What is the Difference Between LASIK and PRK?
LASIK and PRK have enabled millions of people to achieve excellent vision.
If you are considering laser eye surgery, there are a number of options to consider. Two of the most well-known procedures are LASIK (laser-assisted in situ keratomileusis) and PRK (photorefractive keratectomy). Both procedures have their pros and cons, and your eye doctor can help you determine which type of surgery is best for you based on your specific situation.
When it comes to comparing LASIK vs. PRK, the procedures have both similarities and differences. LASIK and PRK are both refractive eye surgeries that can be used to correct the following vision issues:
- Myopia (nearsightedness)
- Hyperopia (farsightedness)
- Astigmatism (distorted or blurry vision)
Both procedures use an excimer laser to reshape the cornea so that when light enters the eye it is focusing properly on the retina, resulting in clear vision.
PRK and LASIK Differences
PRK was the first laser eye surgery approved for vision correction, and LASIK came on the scene later. There are a few differences between the two.
With LASIK eye surgery, the surgeon cuts a thin flap on the cornea to get to the treatment area. After the correction has been completed the flap is replaced.
With PRK eye surgery, the surgeon removes the entire outer (epithelial) layer of the cornea to access the treatment area. After the surgery, the eye naturally heals and grows a new epithelial layer.
For patients with thinner corneas, PRK is typically the preferred option vs. LASIK. However, PRK requires a longer healing time than LASIK, which is one of the reasons many patients opt for LASIK.
Along with a faster recovery, LASIK patients typically experience less discomfort than PRK patients. They also have a lower risk for infection and other side effects such as inflammation and hazy vision. In addition, vision typically stabilizes more quickly in LASIK patients.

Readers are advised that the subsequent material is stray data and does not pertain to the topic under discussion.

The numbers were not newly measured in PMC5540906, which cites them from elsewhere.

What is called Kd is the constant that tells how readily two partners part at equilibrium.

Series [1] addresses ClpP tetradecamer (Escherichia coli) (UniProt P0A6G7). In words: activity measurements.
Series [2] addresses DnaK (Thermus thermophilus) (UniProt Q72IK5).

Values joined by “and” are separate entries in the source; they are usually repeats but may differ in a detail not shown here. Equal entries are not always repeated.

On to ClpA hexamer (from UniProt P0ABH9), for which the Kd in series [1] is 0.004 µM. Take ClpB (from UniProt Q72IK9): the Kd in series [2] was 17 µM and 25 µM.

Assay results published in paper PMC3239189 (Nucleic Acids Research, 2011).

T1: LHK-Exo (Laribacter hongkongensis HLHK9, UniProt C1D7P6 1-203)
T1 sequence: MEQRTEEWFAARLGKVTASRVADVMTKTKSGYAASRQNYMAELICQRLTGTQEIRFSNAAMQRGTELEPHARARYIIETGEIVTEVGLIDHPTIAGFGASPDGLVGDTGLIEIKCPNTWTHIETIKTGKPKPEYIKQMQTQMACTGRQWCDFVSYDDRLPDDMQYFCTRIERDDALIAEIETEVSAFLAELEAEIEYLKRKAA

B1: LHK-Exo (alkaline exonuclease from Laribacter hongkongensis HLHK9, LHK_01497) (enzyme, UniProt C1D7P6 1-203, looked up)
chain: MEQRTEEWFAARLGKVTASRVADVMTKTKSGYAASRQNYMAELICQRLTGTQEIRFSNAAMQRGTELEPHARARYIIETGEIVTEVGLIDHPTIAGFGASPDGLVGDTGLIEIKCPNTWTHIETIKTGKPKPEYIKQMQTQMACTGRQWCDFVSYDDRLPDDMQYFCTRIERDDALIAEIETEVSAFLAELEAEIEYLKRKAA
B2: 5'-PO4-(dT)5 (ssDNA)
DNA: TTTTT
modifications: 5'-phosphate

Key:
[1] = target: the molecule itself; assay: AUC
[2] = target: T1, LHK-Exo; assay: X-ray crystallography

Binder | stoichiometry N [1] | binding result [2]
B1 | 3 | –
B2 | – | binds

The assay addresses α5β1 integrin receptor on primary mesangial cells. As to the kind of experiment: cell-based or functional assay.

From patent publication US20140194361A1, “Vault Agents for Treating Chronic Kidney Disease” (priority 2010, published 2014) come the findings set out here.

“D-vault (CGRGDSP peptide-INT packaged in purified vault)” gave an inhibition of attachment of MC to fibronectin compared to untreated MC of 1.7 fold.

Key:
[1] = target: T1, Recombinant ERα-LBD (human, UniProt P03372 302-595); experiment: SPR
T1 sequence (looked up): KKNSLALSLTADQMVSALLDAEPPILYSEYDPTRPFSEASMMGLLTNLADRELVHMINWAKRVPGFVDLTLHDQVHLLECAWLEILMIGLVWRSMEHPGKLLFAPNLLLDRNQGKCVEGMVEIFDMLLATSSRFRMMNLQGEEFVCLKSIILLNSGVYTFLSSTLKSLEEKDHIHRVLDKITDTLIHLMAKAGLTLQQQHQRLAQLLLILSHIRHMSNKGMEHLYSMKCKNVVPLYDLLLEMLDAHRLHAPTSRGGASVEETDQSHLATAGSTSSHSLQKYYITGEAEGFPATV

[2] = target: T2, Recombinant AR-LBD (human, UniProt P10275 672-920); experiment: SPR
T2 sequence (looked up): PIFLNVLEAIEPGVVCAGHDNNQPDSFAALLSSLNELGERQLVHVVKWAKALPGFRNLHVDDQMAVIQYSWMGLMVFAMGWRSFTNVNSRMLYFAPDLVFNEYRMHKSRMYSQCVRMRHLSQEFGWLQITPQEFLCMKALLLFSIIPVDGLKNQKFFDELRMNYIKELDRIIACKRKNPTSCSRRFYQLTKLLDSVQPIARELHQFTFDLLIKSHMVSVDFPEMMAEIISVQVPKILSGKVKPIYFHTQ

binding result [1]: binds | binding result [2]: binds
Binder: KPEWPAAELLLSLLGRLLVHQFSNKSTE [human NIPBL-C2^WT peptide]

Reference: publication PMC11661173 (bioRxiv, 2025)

With PRK, the surgeon does have access to the entire thickness of the stroma vs. what is accessible with the LASIK flap. For patients with thinner corneas or those who have previously undergone a LASIK procedure, this extra access may be necessary to achieve optimal results.
While rare, there can be complications with the corneal flap with a LASIK procedure. Also, with PRK there is less likelihood of removing too much of the cornea with the excimer laser as compared to LASIK.
Both LASIK and PRK treatments provide excellent visual outcomes and freedom from glasses for distance vision for nearly all patients. PRK and LASIK generally provide equivalent visual outcomes. So why would someone choose LASIK versus PRK? Some patients prefer LASIK for its faster healing, and others prefer PRK for its extra safety.
It’s important to note that both PRK and LASIK are highly successful, low-risk surgeries that provide most patients with significant vision correction. Because every patient’s eyes are unique, it’s best to seek out a highly qualified, experienced eye surgeon such as Dr. Pendleton.
Dr. Pendleton has performed thousands of corrective vision surgeries in location, and can recommend the type of surgery and treatment protocol that is best for your individual situation. If you would like to learn more about PRK or LASIK surgery contact Pendleton Eye at 760-758-2008 or website to schedule a free consultation.